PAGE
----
3 Data Center Marketing Tactics That Most Companies Need In Their Mix
Most companies in the data center, cloud services, and mission critical industries invest in marketing as if the iPhone, Google, Facebook, YouTube, and Alexa had never been invented. The typical excuse-making centers around things like:
- “We’re not there yet.”
- “We don’t have the bandwidth.”
- “There’s no budget.”
- “Our customers are different.”
So regardless of your excuse du jour for why your marketing and sales teams are living in the past and “under-resourced,” consider these three data center marketing tactics that most companies need in their promotional mix. And the best part: Most can be done with very small budgets:
Speak at Groups and Conferences Where Your Best Clients, and Best Potential Prospects, Already Attend.
Make the talk 99% educational, delivering crazy amounts of value that's hyper-relevant to the buyer personas in attendance. Tips. Action items. Pitfalls to avoid.
At the end of the talk, make an offer for attendees to trade their business card for something of high perceived value (free consult, assessment, eBook -- or at the minimum the slides), so you can continue educating and building trust post-event.
Invite Your Clients and Prospects to Your Own In-person Events, Like Breakfast Seminars or Lunch and Learn Events.
While most data center-related companies will dress up these kinds of events to impress, often killing their budgets, you don’t need to. Not mandatory.
If you have a conference room, large foyer, or classroom -- and can handle expensing some bagels for breakfast or pizzas for lunch, you have what you need for a minimum viable event.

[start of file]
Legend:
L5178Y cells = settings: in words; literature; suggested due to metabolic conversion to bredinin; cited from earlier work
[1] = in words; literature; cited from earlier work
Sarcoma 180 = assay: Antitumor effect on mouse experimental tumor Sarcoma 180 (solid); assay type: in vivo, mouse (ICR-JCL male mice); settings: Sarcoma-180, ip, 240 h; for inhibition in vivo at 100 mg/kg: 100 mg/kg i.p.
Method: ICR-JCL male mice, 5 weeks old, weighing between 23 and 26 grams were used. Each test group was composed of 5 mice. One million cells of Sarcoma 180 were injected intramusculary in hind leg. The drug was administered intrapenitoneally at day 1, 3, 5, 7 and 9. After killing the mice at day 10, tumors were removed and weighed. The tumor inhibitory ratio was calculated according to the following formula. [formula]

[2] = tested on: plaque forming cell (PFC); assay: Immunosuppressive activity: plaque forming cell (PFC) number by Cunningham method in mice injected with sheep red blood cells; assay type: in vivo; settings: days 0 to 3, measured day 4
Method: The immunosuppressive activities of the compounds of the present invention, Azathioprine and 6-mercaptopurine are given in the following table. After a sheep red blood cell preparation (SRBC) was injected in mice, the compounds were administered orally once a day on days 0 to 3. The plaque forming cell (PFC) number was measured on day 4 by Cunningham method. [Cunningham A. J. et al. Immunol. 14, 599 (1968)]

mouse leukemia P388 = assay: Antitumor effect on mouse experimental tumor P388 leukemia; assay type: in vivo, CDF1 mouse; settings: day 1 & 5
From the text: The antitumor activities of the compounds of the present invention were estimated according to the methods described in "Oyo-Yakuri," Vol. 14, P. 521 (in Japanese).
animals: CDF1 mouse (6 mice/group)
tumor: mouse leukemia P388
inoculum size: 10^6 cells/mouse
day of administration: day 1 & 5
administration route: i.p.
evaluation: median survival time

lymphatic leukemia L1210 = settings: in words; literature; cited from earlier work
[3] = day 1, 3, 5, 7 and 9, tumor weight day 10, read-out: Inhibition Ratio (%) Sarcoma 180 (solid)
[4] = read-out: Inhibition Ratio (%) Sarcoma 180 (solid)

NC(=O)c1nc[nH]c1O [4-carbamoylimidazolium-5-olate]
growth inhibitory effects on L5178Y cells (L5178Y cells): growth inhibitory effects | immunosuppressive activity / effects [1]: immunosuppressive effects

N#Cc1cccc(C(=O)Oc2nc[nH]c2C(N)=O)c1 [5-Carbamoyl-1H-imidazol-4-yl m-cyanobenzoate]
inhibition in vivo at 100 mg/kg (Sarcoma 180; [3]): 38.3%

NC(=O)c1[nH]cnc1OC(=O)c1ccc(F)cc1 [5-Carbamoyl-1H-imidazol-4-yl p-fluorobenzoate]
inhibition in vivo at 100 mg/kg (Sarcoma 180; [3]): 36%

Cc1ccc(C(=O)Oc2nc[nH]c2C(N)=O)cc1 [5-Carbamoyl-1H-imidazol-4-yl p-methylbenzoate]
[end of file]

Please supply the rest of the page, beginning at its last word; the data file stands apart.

Teach. Pour your heart out. Share stories about what's working for other companies like theirs.
Have a special offer for attendees that lets them jump-start or continue the relationship with you and your company.
Social media posts can, best case scenario, capture your clients' or prospects' attention for a minute or two. Blog posts or eBooks -- perhaps hold attention for a few minutes. But a webinar? A full hour of interactive real-time opportunity to educate and build trust with your clients and prospects.
Always have a call to action at the end for what attendees should do next.
If your webinar is of high-perceived value, and not a glorified infomercial, your average session time should for a one-hour event should be 50+ minutes. In other words, nearly everyone stays for the full event.
What low-budget data center marketing tactics have been effective for generating leads and warming leads into opportunities? Share your thoughts in the Comments below.
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